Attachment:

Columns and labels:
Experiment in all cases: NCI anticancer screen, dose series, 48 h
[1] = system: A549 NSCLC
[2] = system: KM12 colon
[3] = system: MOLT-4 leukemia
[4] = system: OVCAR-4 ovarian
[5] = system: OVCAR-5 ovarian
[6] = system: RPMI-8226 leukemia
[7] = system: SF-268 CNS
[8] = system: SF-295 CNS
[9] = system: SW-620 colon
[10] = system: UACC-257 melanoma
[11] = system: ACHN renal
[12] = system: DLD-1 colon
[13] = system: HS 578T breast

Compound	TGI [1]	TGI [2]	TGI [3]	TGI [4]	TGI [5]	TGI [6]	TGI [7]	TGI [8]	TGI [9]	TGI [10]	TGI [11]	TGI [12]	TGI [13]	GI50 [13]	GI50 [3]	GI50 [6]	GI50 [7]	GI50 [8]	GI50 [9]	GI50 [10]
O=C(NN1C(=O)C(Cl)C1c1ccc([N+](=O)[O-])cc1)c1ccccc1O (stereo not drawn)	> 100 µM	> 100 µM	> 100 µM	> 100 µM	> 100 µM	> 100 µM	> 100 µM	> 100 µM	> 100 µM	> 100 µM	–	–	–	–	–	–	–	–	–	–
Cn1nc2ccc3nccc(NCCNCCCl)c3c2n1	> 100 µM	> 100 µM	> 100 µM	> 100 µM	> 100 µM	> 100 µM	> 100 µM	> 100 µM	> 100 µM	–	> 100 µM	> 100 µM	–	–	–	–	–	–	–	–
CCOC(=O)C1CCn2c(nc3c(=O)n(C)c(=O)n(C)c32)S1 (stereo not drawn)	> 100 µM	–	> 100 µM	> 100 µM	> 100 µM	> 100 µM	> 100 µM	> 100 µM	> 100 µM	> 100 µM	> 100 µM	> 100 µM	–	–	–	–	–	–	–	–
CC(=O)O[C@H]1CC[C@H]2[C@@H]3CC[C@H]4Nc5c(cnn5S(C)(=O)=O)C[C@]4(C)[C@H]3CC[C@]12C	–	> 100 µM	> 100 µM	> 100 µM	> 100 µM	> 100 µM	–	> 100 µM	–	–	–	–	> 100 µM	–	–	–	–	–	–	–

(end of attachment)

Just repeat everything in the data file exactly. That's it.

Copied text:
Columns and labels:
Experiment in all cases: NCI anticancer screen, dose series, 48 h
[1] = system: A549 NSCLC
[2] = system: KM12 colon
[3] = system: MOLT-4 leukemia
[4] = system: OVCAR-4 ovarian
[5] = system: OVCAR-5 ovarian
[6] = system: RPMI-8226 leukemia
[7] = system: SF-268 CNS
[8] = system: SF-295 CNS
[9] = system: SW-620 colon
[10] = system: UACC-257 melanoma
[11] = system: ACHN renal
[12] = system: DLD-1 colon
[13] = system: HS 578T breast

Compound	TGI [1]	TGI [2]	TGI [3]	TGI [4]	TGI [5]	TGI [6]	TGI [7]	TGI [8]	TGI [9]	TGI [10]	TGI [11]	TGI [12]	TGI [13]	GI50 [13]	GI50 [3]	GI50 [6]	GI50 [7]	GI50 [8]	GI50 [9]	GI50 [10]
O=C(NN1C(=O)C(Cl)C1c1ccc([N+](=O)[O-])cc1)c1ccccc1O (stereo not drawn)	> 100 µM	> 100 µM	> 100 µM	> 100 µM	> 100 µM	> 100 µM	> 100 µM	> 100 µM	> 100 µM	> 100 µM	–	–	–	–	–	–	–	–	–	–
Cn1nc2ccc3nccc(NCCNCCCl)c3c2n1	> 100 µM	> 100 µM	> 100 µM	> 100 µM	> 100 µM	> 100 µM	> 100 µM	> 100 µM	> 100 µM	–	> 100 µM	> 100 µM	–	–	–	–	–	–	–	–
CCOC(=O)C1CCn2c(nc3c(=O)n(C)c(=O)n(C)c32)S1 (stereo not drawn)	> 100 µM	–	> 100 µM	> 100 µM	> 100 µM	> 100 µM	> 100 µM	> 100 µM	> 100 µM	> 100 µM	> 100 µM	> 100 µM	–	–	–	–	–	–	–	–
CC(=O)O[C@H]1CC[C@H]2[C@@H]3CC[C@H]4Nc5c(cnn5S(C)(=O)=O)C[C@]4(C)[C@H]3CC[C@]12C	–	> 100 µM	> 100 µM	> 100 µM	> 100 µM	> 100 µM	–	> 100 µM	–	–	–	–	> 100 µM	–	–	–	–	–	–	–